On June 12, 1987 President Ronald Reagan, standing before the iconic Brandenburg Gate in Berlin with the Berlin Wall looming behind him, issued his famous challenge to the leader of the Soviet Union, Mikhail Gorbachev: “Mr. Gorbachev, tear down this wall.” President Reagan’s words that day have been credited with placing considerable pressure on the Soviet […]Read more "Remembering Ronald Reagan’s “Tear Down This Wall” Speech"
Great cities, and great landscapes, are often defined by mighty rivers. These rivers can serve as borders, linkages between people and cultures, and as a timeline of a nation’s history thereby marking its transition and development. Few rivers yield more of an influence to the story of Canada than the St. Lawrence River, and its […]Read more "Jacques Cartier and the discovery of the St. Lawrence River"
Human history is very much about documenting challenges to the limits of the human body, mind and spirit. Few adventures are more grueling and gripping to the imagination that scaling Mount Everest, our planets highest peak. On May 29, 1953, Edmund Hillary and a Nepalese Sherpa, Tenzing Norgay, reached the summit of the 29,028-foot (8,848-metre) Mount […]Read more "Edmund Hillary and Tenzing Norgay Reach the Summit of Everest 62 years ago today"
BBC News has reported that a “first edition of one of the most important works of the man who inspired the Protestant Reformation has been discovered in a library in France. The publication by German theologian Martin Luther, called On the Freedom of a Christian, dates back to 1520. This was a year before he was […]Read more "Martin Luther’s 16th Century notes found"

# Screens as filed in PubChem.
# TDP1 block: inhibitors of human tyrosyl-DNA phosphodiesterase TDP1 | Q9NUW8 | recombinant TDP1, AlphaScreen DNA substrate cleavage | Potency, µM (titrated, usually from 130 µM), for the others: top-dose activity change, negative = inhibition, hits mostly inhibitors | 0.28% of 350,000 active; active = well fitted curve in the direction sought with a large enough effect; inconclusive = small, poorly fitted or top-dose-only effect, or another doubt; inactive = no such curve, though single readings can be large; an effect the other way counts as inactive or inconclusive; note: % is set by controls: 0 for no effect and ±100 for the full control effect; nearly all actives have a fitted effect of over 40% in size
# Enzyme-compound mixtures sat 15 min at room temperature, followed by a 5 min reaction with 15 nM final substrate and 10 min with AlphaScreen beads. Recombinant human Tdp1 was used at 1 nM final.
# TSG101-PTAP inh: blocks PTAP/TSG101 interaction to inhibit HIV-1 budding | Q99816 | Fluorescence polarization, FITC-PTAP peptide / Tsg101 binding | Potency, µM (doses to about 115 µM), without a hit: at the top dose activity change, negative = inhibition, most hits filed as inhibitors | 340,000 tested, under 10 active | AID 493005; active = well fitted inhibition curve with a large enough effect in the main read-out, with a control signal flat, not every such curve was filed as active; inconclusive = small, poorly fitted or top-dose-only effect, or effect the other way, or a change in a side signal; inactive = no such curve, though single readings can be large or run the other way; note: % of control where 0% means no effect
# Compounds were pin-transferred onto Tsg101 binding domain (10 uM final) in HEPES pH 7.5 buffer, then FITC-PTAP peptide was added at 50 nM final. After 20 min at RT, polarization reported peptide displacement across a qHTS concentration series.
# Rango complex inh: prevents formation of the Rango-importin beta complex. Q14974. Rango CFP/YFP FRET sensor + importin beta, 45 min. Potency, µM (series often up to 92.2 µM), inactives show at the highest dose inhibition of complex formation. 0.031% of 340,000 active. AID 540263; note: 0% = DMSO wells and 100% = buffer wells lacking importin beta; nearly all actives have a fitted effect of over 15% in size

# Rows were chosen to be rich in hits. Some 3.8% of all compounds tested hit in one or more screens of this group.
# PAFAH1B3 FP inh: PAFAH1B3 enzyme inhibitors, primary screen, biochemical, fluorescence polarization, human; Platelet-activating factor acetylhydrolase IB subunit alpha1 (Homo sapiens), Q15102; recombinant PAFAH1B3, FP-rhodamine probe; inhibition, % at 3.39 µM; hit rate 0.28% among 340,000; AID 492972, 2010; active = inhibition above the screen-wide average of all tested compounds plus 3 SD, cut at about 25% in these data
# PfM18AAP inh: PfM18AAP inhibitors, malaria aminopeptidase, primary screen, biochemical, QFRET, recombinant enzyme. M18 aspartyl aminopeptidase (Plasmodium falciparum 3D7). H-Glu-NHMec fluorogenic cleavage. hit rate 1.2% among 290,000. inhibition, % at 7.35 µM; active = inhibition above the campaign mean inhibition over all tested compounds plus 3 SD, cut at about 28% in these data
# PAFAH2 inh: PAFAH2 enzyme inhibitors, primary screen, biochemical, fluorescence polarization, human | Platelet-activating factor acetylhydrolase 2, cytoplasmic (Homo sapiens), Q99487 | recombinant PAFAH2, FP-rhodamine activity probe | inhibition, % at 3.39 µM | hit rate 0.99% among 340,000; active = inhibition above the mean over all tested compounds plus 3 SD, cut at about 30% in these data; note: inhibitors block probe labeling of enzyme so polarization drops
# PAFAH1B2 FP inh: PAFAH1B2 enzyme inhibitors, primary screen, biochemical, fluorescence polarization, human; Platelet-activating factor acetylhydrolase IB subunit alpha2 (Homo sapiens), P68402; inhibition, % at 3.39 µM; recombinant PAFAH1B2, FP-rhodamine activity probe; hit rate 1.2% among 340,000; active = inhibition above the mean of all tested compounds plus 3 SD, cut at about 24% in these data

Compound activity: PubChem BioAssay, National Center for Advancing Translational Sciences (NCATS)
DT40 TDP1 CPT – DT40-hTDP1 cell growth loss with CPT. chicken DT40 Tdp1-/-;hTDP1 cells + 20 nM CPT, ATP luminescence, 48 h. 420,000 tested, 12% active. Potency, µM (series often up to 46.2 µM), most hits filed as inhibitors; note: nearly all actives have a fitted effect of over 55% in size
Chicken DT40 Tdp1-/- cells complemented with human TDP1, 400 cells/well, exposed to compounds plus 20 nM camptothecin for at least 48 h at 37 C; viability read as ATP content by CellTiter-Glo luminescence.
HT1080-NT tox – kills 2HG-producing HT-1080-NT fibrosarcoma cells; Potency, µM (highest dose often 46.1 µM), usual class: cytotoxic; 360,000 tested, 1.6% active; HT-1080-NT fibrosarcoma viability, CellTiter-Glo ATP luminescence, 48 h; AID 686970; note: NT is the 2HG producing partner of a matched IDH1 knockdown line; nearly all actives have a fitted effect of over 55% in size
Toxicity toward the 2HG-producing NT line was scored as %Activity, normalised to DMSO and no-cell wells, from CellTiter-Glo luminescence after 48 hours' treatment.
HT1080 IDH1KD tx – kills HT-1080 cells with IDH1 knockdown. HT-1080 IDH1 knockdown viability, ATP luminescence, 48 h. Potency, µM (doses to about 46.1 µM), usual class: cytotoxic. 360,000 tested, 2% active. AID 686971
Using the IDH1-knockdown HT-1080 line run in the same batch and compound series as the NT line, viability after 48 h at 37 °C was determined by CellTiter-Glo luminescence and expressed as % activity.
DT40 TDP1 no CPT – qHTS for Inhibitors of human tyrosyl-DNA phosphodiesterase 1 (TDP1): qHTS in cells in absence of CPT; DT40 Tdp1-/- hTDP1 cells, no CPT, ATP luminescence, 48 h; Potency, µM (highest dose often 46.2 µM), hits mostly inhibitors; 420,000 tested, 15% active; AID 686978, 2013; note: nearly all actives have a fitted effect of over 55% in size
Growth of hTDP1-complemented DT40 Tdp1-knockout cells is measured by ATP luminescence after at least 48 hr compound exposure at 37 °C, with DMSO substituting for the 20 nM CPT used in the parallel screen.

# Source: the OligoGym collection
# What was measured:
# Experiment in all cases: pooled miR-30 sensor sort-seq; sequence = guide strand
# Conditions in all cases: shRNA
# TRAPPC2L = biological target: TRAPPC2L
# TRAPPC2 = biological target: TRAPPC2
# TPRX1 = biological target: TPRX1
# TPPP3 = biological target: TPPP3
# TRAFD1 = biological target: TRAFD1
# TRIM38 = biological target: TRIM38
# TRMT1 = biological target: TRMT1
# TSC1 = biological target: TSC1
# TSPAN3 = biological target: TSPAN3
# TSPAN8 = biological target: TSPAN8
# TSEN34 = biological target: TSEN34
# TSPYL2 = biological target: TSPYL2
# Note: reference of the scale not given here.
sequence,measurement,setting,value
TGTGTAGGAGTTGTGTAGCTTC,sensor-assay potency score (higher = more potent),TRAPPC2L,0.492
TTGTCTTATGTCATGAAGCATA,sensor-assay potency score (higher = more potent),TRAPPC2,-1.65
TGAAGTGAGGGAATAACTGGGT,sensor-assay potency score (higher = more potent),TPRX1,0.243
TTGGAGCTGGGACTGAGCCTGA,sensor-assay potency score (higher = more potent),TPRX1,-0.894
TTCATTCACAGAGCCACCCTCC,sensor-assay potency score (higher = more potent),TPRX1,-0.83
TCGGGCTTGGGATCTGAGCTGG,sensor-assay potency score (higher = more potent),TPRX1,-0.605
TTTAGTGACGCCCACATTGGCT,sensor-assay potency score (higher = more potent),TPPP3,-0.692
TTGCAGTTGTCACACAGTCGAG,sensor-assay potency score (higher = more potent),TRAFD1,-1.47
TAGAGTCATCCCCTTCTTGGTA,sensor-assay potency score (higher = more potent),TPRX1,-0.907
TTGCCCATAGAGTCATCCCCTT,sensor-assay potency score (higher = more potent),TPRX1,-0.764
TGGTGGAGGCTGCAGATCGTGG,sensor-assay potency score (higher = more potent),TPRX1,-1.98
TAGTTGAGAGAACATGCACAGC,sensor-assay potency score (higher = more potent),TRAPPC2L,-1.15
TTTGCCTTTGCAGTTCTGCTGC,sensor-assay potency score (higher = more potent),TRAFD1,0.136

Hello Again Everyone, Here is an entertaining re-post from Medievalists.net on advice from those living in the Middle Ages on a range of topics from the new book ‘Ask the Past: Pertinent and Impertinent Advice from Yesteryear‘ by Elizabeth P. Archibald. “Want to know how to garden with lobsters? How to sober up? Grow a […]Read more "10 Great Tips from the Middle Ages"
May 8th marks the 70th anniversary of the signing of Germany’s unconditional surrender in 1945. In the wake of Adolf Hitler’s suicide on April 30, 1945, Grand Admiral Karl Dönitz was appointed President of the Third Reich in the final 20 days before surrender. Provisionally signed in Reims, France on May 7th, Germany’s full unconditional […]Read more "70th Anniversary of Victory in Europe (VE) Day"
This year we will mark 70 years since the end of World War II. It is difficult ethically to weigh loses in one battle over loses in another in a means to declare which conflict was more brutal and severe. However, symbolically the battle for Berlin, which ended on May 2, 1945, was the zenith […]Read more "The Battle (and rape) of Berlin 1945"